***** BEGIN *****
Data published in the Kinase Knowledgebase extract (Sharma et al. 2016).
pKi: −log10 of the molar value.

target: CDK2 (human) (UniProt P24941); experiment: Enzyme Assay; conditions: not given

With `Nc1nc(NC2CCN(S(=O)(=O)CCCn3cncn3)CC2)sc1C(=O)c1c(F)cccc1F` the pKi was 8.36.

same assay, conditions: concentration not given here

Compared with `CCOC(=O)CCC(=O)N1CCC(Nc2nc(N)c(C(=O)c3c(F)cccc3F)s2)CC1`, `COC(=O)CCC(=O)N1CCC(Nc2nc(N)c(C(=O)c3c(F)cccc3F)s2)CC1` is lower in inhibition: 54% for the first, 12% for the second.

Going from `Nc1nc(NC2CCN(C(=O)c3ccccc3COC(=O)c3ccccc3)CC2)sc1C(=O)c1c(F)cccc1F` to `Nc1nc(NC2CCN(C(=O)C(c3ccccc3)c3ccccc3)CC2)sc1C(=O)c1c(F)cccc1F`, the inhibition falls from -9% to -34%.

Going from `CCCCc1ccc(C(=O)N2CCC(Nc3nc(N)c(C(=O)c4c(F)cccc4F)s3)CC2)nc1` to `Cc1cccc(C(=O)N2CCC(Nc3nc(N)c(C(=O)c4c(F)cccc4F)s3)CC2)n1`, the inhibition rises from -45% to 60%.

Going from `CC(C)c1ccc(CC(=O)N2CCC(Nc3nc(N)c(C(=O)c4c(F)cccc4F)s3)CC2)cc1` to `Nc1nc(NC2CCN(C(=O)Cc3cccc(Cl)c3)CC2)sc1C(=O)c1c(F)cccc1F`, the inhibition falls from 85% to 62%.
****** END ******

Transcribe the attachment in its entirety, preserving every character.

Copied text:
Data published in the Kinase Knowledgebase extract (Sharma et al. 2016).
pKi: −log10 of the molar value.

target: CDK2 (human) (UniProt P24941); experiment: Enzyme Assay; conditions: not given

With `Nc1nc(NC2CCN(S(=O)(=O)CCCn3cncn3)CC2)sc1C(=O)c1c(F)cccc1F` the pKi was 8.36.

same assay, conditions: concentration not given here

Compared with `CCOC(=O)CCC(=O)N1CCC(Nc2nc(N)c(C(=O)c3c(F)cccc3F)s2)CC1`, `COC(=O)CCC(=O)N1CCC(Nc2nc(N)c(C(=O)c3c(F)cccc3F)s2)CC1` is lower in inhibition: 54% for the first, 12% for the second.

Going from `Nc1nc(NC2CCN(C(=O)c3ccccc3COC(=O)c3ccccc3)CC2)sc1C(=O)c1c(F)cccc1F` to `Nc1nc(NC2CCN(C(=O)C(c3ccccc3)c3ccccc3)CC2)sc1C(=O)c1c(F)cccc1F`, the inhibition falls from -9% to -34%.

Going from `CCCCc1ccc(C(=O)N2CCC(Nc3nc(N)c(C(=O)c4c(F)cccc4F)s3)CC2)nc1` to `Cc1cccc(C(=O)N2CCC(Nc3nc(N)c(C(=O)c4c(F)cccc4F)s3)CC2)n1`, the inhibition rises from -45% to 60%.

Going from `CC(C)c1ccc(CC(=O)N2CCC(Nc3nc(N)c(C(=O)c4c(F)cccc4F)s3)CC2)cc1` to `Nc1nc(NC2CCN(C(=O)Cc3cccc(Cl)c3)CC2)sc1C(=O)c1c(F)cccc1F`, the inhibition falls from 85% to 62%.